And when describing her, here's some of the video titles that I saw about this story aside from Yascha's podcast, of course. Okay everyone, is she nuts or what? Robin Brochi goes nuclear on a white council member for holding a Brown baby. Robin Brochi is mad. NYC ed council, woman explodes at fellow council member for....holding a black child. Watch snowflake goes nuts during education meeting over race. Social justice warrior Karens accuse New York Volunteer of Racism - Interview with Tom Wrocklage and finally Surviving a Struggle Session - Interview with Tom Wrocklage. Robin, meanwhile, unsurprisingly made her Twitter account private, presumably to avoid the bulk of the death threats and the hate speech that would have otherwise flooded her notifications.
She has since unlocked it and seems to be doing fine. A fun side note though, this story, wasn't the only opportunity that Tucker Carlson took recently to rail against the evils of white fragility. And I found this bit from a segment dedicated to the book, a particularly interesting.
TUCKER CARLSON: In America, DiAngelo writes, "we are socially penalized for challenging racism" really? Where and how? The country, the rest of us live in, the United States of America, hates racism.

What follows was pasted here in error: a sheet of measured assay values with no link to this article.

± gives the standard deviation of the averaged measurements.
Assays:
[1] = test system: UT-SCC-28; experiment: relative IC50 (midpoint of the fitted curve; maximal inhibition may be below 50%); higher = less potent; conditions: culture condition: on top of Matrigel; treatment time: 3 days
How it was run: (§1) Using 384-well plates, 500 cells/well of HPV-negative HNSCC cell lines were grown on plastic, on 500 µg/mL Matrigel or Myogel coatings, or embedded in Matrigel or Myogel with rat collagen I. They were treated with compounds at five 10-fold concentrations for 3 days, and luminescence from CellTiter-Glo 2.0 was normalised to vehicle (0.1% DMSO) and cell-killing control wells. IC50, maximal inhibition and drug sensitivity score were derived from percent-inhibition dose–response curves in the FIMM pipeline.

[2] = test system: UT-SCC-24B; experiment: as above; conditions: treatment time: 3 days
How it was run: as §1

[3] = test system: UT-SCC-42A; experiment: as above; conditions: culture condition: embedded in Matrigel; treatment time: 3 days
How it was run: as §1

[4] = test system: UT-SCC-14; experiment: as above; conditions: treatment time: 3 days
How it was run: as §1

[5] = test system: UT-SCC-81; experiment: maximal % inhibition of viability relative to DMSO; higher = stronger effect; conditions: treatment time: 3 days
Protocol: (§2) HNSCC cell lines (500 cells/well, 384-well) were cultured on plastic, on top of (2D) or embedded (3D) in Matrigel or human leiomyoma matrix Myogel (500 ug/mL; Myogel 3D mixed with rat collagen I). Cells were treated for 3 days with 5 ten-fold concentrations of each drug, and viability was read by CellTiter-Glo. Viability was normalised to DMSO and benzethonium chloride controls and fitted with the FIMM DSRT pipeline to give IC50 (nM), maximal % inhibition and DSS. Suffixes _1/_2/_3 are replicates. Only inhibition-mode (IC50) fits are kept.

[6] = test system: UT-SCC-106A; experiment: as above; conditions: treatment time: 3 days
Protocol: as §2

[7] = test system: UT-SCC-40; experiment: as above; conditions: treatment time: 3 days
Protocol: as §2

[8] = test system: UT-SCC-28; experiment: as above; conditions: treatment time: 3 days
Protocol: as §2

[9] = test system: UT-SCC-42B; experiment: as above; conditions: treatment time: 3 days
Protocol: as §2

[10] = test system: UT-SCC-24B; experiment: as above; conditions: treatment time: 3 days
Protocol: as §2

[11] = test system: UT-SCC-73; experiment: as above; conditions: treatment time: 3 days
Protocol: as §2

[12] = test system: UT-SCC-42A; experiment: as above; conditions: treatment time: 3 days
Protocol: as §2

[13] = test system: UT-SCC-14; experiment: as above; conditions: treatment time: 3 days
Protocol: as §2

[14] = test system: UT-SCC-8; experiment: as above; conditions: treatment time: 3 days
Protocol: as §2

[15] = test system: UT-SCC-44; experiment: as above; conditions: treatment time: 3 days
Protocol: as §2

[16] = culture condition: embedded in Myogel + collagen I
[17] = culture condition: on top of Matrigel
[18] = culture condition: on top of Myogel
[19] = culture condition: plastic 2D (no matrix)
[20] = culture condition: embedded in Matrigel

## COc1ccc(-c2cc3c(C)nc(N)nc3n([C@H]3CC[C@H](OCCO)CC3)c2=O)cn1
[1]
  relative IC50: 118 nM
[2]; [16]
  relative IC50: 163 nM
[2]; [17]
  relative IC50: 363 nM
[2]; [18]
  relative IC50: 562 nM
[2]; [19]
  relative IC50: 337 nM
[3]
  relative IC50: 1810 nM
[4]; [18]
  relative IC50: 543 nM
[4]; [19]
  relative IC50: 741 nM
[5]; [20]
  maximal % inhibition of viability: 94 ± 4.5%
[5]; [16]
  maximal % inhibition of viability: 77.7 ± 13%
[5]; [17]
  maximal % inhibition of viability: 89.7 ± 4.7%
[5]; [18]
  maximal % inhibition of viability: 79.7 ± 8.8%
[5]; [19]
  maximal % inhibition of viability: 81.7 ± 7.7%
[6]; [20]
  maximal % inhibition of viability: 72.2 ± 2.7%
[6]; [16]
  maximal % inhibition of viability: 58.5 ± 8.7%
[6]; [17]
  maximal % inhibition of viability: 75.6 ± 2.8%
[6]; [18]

JAY TOMLINSON - HOST, BEST OF THE LEFT: If you want to find an example of socially punishing someone for challenging racism, look no further than the person who was held up for ridicule for doing just that spreading virally on Twitter and YouTube to the point where it actually got on Tucker's radar, and he joined in the fun. So let's recap this case study and see some of the ways that white privilege is upheld, not just in the story, but in the telling of the story. One storyteller, Yascha Mounk, seems to misunderstand some pretty easy basics about race relations, arguing that in essence, the best way to have healthy interracial relationships is to ignore racism, which works about as well as trying to make friends by ignoring social norms that define the difference between rudeness and politeness. Not that accidental racism is akin to rudeness in terms of severity and harm, but the dynamics can be similar. He then argues that to deal with racism rather than to ignore it will inevitably lead to ironically racism, as evidenced by a story of a woman calling out racism over a Brown baby on a white man's lap.